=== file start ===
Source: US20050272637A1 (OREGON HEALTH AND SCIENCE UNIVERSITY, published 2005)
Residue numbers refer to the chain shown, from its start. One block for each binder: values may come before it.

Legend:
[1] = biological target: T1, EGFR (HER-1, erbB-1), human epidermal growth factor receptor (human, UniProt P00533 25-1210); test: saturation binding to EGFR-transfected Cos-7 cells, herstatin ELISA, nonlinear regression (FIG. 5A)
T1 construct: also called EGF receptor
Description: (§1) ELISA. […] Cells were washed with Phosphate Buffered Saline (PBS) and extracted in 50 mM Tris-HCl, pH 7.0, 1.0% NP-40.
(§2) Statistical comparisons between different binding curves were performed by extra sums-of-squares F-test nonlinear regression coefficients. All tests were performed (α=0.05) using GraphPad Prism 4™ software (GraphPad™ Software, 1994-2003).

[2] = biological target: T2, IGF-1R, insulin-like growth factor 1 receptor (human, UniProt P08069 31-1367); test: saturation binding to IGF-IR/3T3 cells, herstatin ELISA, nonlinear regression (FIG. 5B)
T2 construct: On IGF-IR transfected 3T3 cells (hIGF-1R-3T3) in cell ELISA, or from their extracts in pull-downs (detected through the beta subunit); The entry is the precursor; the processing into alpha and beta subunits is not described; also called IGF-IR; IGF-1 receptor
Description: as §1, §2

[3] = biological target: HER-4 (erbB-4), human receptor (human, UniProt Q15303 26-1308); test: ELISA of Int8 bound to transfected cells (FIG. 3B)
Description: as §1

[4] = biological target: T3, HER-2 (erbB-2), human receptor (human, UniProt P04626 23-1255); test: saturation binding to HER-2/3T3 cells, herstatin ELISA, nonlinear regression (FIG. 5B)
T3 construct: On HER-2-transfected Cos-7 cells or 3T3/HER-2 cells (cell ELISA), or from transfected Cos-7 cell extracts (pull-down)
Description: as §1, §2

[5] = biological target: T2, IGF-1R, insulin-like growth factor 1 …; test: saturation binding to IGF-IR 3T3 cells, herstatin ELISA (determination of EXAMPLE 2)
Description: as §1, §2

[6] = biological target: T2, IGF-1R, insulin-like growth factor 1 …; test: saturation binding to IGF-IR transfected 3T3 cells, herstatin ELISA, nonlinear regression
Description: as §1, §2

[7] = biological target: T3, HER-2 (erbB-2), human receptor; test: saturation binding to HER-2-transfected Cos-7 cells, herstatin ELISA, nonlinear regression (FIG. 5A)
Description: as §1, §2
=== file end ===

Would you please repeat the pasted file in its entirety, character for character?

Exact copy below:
Source: US20050272637A1 (OREGON HEALTH AND SCIENCE UNIVERSITY, published 2005)
Residue numbers refer to the chain shown, from its start. One block for each binder: values may come before it.

Legend:
[1] = biological target: T1, EGFR (HER-1, erbB-1), human epidermal growth factor receptor (human, UniProt P00533 25-1210); test: saturation binding to EGFR-transfected Cos-7 cells, herstatin ELISA, nonlinear regression (FIG. 5A)
T1 construct: also called EGF receptor
Description: (§1) ELISA. […] Cells were washed with Phosphate Buffered Saline (PBS) and extracted in 50 mM Tris-HCl, pH 7.0, 1.0% NP-40.
(§2) Statistical comparisons between different binding curves were performed by extra sums-of-squares F-test nonlinear regression coefficients. All tests were performed (α=0.05) using GraphPad Prism 4™ software (GraphPad™ Software, 1994-2003).

[2] = biological target: T2, IGF-1R, insulin-like growth factor 1 receptor (human, UniProt P08069 31-1367); test: saturation binding to IGF-IR/3T3 cells, herstatin ELISA, nonlinear regression (FIG. 5B)
T2 construct: On IGF-IR transfected 3T3 cells (hIGF-1R-3T3) in cell ELISA, or from their extracts in pull-downs (detected through the beta subunit); The entry is the precursor; the processing into alpha and beta subunits is not described; also called IGF-IR; IGF-1 receptor
Description: as §1, §2

[3] = biological target: HER-4 (erbB-4), human receptor (human, UniProt Q15303 26-1308); test: ELISA of Int8 bound to transfected cells (FIG. 3B)
Description: as §1

[4] = biological target: T3, HER-2 (erbB-2), human receptor (human, UniProt P04626 23-1255); test: saturation binding to HER-2/3T3 cells, herstatin ELISA, nonlinear regression (FIG. 5B)
T3 construct: On HER-2-transfected Cos-7 cells or 3T3/HER-2 cells (cell ELISA), or from transfected Cos-7 cell extracts (pull-down)
Description: as §1, §2

[5] = biological target: T2, IGF-1R, insulin-like growth factor 1 …; test: saturation binding to IGF-IR 3T3 cells, herstatin ELISA (determination of EXAMPLE 2)
Description: as §1, §2

[6] = biological target: T2, IGF-1R, insulin-like growth factor 1 …; test: saturation binding to IGF-IR transfected 3T3 cells, herstatin ELISA, nonlinear regression
Description: as §1, §2

[7] = biological target: T3, HER-2 (erbB-2), human receptor; test: saturation binding to HER-2-transfected Cos-7 cells, herstatin ELISA, nonlinear regression (FIG. 5A)
Description: as §1, §2